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Our data, our well-being – who will benefit?

A lot of good things, but also threats are seen in the use of health data. Healthcare can be reformed based on Nordic values, such as trust, responsibility and openness. Co-operation has already begun – follow the movement!


Jaana Sinipuro


A survey published in November (a YouGov poll of 1,027 healthcare professionals, November 2019, Digital Health) suggested that while there may be great benefits to be derived from health data and its analysis, there is also a lack of trust in big multinational tech companies.

The online survey of just over a thousand employees from both the UK’s National Health Service (NHS) and the private healthcare sector showed that 81% of the respondents supported the analysis of anonymised data to enable quicker diagnosis and more effective treatment for patients. Eighty-five per cent said they felt the NHS should receive “a fair share of any financial gains from subsequent medical discoveries”, with as many as 87% agreeing that taxpayers should also benefit from gains resulting from any analysis.

Would this translate into more affordable medications for countries that allow the use and analysis of data? Or does this finally mean conditional compensation for medicines based on their effectiveness?

Yet at the same time, just 12% of the respondents said they would be “comfortable with a multinational company carrying out said analysis”, while only 17% believed that the data would be processed in a confidential manner. At the same time, there was little dispute about the potential benefits of data analysis and data-driven technology for reducing the workload for doctors and nurses and helping patients better manage their conditions. While 73% would recommend that their patients use data-driven technology, just 36% said their patients made use of existing digital services in support of self-care.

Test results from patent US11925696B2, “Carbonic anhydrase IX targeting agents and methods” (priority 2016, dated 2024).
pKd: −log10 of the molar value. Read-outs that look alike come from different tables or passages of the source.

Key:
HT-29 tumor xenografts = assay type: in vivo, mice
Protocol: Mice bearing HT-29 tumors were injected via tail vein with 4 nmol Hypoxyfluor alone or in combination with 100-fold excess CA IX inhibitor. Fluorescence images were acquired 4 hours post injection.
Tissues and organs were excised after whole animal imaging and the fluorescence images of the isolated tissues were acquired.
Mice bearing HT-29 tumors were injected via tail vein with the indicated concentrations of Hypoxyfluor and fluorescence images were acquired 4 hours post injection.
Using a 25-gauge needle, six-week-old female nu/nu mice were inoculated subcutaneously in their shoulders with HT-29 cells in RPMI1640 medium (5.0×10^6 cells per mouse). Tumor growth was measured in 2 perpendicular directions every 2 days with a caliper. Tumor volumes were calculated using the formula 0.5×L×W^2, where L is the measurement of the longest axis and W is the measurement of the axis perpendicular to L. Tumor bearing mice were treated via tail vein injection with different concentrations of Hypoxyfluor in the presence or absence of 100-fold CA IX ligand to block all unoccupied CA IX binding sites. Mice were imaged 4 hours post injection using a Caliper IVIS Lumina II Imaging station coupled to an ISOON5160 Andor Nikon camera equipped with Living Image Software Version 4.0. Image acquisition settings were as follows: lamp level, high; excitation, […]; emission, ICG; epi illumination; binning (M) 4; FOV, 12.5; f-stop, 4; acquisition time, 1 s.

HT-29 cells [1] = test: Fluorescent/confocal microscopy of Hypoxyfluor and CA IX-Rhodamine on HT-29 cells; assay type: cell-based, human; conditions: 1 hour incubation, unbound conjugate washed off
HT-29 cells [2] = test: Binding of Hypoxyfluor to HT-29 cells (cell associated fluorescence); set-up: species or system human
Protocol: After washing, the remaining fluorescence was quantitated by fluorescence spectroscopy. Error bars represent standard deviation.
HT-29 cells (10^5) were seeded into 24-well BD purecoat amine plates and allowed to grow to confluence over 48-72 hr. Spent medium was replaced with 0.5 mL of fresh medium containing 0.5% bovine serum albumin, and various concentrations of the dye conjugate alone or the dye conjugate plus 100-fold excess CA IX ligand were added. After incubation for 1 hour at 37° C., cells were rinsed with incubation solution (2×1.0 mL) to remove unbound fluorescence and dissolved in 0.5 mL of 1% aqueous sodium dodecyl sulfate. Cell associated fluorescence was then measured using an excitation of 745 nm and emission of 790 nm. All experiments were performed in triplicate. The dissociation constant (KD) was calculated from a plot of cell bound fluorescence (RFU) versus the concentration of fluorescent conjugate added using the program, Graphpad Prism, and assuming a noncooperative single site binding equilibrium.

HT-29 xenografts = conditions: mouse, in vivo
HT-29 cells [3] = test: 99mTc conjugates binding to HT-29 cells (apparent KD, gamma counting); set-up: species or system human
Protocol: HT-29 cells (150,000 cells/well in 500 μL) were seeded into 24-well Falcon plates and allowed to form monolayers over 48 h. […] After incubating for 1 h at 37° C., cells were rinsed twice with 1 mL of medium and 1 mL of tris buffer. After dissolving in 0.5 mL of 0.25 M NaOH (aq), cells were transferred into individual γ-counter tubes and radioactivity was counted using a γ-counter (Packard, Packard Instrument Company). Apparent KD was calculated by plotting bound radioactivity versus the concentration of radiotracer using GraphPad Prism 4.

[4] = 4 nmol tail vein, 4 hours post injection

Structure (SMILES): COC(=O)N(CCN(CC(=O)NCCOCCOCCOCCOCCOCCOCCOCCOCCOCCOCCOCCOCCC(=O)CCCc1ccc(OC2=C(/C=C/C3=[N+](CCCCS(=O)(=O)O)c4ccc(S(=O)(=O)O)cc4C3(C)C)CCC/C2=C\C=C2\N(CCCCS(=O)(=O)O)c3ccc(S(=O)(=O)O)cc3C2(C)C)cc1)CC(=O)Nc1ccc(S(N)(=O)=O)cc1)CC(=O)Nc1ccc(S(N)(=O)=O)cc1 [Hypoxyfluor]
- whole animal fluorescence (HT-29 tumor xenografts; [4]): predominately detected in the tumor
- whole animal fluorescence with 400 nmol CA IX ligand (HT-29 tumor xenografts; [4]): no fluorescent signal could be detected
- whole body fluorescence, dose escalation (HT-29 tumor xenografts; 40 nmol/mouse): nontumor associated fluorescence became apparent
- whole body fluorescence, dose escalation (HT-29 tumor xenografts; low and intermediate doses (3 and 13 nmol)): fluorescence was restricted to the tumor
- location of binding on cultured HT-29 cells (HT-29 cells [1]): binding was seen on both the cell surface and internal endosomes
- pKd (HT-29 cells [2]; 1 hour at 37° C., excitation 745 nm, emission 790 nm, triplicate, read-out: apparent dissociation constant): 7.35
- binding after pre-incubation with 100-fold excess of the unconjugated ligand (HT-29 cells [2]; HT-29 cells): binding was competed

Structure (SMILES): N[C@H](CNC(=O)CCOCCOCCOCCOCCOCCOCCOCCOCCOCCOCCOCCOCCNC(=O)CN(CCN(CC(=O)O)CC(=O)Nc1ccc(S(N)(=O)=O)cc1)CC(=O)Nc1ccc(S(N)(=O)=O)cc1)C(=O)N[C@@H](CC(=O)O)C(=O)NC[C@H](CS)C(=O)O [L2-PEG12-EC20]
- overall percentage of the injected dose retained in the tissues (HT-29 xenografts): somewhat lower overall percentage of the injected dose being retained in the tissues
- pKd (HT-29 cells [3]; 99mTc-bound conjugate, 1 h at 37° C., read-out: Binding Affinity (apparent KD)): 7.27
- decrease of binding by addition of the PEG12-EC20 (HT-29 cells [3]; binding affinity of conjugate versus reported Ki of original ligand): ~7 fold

This gives rise to three thoughts.

  1. Improving trust provides big companies with an opportunity to conduct business in a new way and redeem their reputation as responsible companies. The pharmaceutical industry in particular has a big reputation to protect, as well as an opportunity to influence how the use of personal data will be received and whether people’s positive attitude towards research is preserved.
  2. There is a greater need for a “data civilisation” that transcends society and individual disciplines and is bold enough to grasp the opportunities provided by data-driven technologies.
  3. In the future, individuals will be the primary care units (points of care) while data linked to the individual will facilitate preventive healthcare, both for the individual and the system. Moreover, people and parties focusing on the individual’s data rights will play an increasingly important role as guardians of the ethics and the transparency of use of personal data.

Sitra is engaged in the Nordic Health 2030 vision-related work to reform future healthcare systems in a more sustainable direction. The shared Nordic values – trust, civilisation, responsibility, openness, creativity and innovation – are a good foundation for the reform of healthcare, with new social contracts, data and business models, and not just people, at its heart.

Follow the movement and explore the Nordic Health 2030 publication or take part in Sitra’s IHAN project that is helping to remove the obstacles to new a fair data economy in a host of ways. The data economy has become increasingly personal – it affects us as individuals and professionals.

#IHAN @2030Nordic


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